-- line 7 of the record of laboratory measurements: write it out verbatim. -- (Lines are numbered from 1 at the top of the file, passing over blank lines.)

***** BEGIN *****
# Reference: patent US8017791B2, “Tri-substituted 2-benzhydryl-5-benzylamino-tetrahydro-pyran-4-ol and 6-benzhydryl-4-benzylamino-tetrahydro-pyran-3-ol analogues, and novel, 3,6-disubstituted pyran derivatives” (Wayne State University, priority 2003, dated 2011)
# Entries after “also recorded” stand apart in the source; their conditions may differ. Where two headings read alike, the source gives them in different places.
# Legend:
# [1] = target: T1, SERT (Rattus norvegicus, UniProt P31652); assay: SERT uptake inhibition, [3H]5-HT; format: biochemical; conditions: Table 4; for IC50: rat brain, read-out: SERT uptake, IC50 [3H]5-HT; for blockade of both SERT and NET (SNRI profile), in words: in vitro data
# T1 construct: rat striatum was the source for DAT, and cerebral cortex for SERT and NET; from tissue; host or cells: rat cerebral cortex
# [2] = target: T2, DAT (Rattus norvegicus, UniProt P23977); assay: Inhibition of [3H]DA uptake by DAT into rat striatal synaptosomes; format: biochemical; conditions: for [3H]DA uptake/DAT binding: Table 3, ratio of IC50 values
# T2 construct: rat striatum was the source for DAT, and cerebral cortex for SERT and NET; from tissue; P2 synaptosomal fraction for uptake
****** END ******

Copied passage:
# T2 construct: rat striatum was the source for DAT, and cerebral cortex for SERT and NET; from tissue; P2 synaptosomal fraction for uptake